This is interesting, and I’d like to see more/similar. I think this problem is incredibly important, because Five Words Are Not Enough.
My go-to head-canon example is “You should wear a mask.” Starting in 2020, even if we just look at the group that heard and believed this statement, the individual and institutional interpretations developed in some very weird ways, with bizarre whirls and eddies, and yet I still have no better short phrase to express what’s intended and no idea how to do better in the future.
One-on-one conversations are easy mode—I can just reply, “I can answer that in a tweet or a library, which are you looking for?” The idea that an LLM can approximate the typical response, or guess at the range and distribution of common responses, seems potentially very valuable.
In the case of the hedonic treadmill, possibly more inputs could have no effect at all? I was wondering this too.
There have been a few proposals that suggest possible paths to enable infinite total computational power over arbitrarily long future timeframes in a finite obsrvable universe, given various assumptions about how the universe would evolve by default. Omega Point and Dyson’s Eternal Intelligence configurations are two examples I think of first. These two ideas both rely on the observation that entropy increases without bound over time, but “without bound” implies there’s always a way to use available exergy more efficiently. Landauer’s limit is less limiting if you wait until the universe is 10x colder, or 100x colder, or...
Yes, I seem to remember him writing about it at the time, too. Not big posts, more public comments and short posts, not sure exactly where.
The invention of transformers circa 2017 would be the next time I remember a similar shift.
Sorry, got it. Sometimes it’s hard to guess the right level of detail.
First point: The comparison to make is “An area covered with solar panels” vs “an area covered with a metamaterial film that optically acts like the usual CPV lenses and trackers to focus the same light on a smaller area.” The efficiency benefit is for the same reasons CPV is more efficient than PV, but without the extra equipment and moving parts. It will only ever make sense if the films can be made cheaply, and right now they can’t. The usual additional argument for CPV is that it also makes it viable to use more expensive multi-junction cells, since the area of them that’s needed is much smaller, but we may be moving towards tandem cells within the next decade regardless. In principle metamaterials can also offer a different option beyond conventional CPV, though this is my own speculation and I don’t think anyone is doing it yet even in the lab: separating light by frequency and guiding each range of frequencies to a cell tuned to that range. This would enable much higher conversion efficiencies within each cell, reducing the need for cooling. It would also remove the need for transparency to make multi-junction cells.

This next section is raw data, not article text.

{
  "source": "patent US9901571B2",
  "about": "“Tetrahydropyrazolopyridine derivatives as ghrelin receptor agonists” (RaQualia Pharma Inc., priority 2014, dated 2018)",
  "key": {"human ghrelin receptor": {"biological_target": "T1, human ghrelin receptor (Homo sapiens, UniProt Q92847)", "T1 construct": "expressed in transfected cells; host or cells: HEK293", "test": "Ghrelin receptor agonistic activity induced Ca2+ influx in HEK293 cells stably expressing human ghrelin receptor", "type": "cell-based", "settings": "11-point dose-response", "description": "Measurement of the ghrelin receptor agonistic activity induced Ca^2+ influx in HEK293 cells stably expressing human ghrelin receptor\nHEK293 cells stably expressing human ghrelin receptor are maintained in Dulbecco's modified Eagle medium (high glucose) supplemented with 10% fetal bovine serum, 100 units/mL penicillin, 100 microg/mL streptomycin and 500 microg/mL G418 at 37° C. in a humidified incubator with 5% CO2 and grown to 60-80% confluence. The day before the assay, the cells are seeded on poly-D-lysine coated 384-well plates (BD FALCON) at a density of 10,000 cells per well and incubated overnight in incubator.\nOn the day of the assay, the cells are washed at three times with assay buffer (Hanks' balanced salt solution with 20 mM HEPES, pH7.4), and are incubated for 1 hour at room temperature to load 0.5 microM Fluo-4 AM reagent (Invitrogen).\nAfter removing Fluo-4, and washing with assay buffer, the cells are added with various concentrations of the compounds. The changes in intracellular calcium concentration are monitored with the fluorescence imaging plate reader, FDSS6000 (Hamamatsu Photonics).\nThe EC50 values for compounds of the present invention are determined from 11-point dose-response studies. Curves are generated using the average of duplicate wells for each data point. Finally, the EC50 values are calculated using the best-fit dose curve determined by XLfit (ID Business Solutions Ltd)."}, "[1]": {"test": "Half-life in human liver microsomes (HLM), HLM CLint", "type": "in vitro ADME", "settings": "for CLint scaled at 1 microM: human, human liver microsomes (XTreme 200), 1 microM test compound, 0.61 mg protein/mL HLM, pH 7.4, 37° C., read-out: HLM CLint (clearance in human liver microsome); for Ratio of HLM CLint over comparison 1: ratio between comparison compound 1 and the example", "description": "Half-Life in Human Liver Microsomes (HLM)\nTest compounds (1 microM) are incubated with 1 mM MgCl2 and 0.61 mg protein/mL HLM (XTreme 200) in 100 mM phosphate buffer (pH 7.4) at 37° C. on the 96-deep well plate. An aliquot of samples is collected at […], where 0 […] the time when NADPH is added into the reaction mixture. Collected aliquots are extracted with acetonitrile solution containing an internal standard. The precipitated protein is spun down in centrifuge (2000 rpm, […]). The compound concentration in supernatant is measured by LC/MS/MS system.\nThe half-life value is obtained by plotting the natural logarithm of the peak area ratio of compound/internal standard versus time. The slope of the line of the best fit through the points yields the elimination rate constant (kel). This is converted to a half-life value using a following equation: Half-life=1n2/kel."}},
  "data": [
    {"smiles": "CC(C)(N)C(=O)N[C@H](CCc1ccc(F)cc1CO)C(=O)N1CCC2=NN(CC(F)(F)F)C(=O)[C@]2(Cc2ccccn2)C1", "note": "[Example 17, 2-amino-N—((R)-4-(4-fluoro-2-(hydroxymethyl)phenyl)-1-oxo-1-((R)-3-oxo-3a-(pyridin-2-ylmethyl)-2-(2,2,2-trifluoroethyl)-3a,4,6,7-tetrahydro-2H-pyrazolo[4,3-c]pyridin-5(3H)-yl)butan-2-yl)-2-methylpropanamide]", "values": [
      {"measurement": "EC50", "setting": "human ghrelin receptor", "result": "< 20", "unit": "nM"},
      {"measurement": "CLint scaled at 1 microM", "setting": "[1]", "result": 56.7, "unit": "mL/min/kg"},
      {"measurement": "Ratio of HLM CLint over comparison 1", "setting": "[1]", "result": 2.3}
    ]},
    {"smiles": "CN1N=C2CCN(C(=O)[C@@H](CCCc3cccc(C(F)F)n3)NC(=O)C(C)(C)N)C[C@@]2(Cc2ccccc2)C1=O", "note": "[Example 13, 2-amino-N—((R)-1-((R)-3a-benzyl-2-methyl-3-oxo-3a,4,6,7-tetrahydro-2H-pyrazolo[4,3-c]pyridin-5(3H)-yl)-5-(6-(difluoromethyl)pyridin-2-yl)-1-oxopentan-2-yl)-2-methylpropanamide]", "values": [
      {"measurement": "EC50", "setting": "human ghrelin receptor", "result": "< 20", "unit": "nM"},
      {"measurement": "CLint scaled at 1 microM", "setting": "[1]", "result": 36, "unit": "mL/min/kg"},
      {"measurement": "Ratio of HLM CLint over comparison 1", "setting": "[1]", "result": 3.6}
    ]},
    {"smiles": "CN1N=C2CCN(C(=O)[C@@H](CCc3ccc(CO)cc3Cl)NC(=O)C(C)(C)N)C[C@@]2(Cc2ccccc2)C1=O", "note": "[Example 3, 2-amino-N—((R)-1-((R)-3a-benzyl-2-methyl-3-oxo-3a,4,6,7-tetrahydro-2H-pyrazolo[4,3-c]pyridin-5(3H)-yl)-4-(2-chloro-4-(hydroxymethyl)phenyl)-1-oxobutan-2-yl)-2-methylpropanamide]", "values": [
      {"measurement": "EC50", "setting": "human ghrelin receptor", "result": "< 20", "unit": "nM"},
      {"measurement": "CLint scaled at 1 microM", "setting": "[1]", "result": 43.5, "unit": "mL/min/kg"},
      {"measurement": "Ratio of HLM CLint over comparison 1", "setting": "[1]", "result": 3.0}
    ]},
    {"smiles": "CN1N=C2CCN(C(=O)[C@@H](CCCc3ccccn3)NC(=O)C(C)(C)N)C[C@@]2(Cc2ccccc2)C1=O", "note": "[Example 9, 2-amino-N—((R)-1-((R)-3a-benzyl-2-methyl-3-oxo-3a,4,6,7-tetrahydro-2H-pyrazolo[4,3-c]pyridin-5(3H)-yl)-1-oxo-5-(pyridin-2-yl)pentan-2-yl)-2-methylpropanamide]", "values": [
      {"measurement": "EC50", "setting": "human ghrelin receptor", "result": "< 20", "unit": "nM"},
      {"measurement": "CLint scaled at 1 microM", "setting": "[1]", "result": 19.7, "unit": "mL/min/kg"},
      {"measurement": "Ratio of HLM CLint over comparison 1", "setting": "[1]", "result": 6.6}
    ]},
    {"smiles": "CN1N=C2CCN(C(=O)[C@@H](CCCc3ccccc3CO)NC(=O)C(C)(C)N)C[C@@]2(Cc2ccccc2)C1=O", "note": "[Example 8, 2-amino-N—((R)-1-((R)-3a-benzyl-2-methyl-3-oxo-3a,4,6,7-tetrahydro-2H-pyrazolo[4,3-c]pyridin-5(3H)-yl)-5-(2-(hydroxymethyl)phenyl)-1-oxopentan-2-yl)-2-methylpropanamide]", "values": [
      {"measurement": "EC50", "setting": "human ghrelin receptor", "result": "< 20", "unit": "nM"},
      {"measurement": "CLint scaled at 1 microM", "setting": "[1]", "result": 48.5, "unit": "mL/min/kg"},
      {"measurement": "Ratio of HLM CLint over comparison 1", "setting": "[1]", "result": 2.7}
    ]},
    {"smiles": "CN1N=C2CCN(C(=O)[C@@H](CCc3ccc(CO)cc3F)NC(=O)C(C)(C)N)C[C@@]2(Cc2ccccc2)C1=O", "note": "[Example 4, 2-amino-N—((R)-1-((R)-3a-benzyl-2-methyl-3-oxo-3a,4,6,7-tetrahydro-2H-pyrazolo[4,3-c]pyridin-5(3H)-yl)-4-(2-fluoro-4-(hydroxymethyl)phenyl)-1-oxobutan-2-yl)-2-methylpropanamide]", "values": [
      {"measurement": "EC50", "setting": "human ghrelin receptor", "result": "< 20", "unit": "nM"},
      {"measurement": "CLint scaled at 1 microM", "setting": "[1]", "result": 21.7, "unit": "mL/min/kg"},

Second point: I’ve talked to the people operating these gasification systems, not just the startups. The numbers are all consistent. Yes, gasification costs energy, and gasifying coal would not make sense (unless you’re WW2 Germany). But the process can work with any organic material (including plastics and solvents), not just fossil fuels or dry biomass and the like, as long as the water concentration isn’t excessive (I’ve been told up to ~20%), and consumes a bit less than half the energy content of the fuel. The rest is what you can get from the syngas, most of which is in the hydrogen, and fuel cells are about 60% efficient if you want to use it to make electricity. That’s where the 30% number comes from. There are plants doing this using agricultural waste, MSW, ASR, construction waste, medical waste, hazardous waste, food waste, and other feedstocks that otherwise either have little value or are expensive to dispose of.
For sure, panels and land are cheap, and there’s no good reason to increase $/W just to gain efficiency. Except sometimes on rooftops where you want a specific building to gain maximum power from limited space, but you obviously wouldn’t use CPV with all the extra equipment in that kind of application.
The metamaterial thing (or to a lesser degree even just other advanced optics, like GRIN lenses) is that you can make thin films that behave, electrically, like non-flat optical elements. Metamaterials can give you properties like anomalously high or low absorption coefficients and refractive indexes, negative refractive indexes, and highly tunable wavelength specificity. In some designs (see: Kymeta, Echodyne and their sibling companies) you can make electrically reconfigurable flat, unmoving antennas that act like a steerable parabolic dish. The “how” involves sub-wavelength-scale patterning of the surface, and a lot more detail than I can fit in a comment.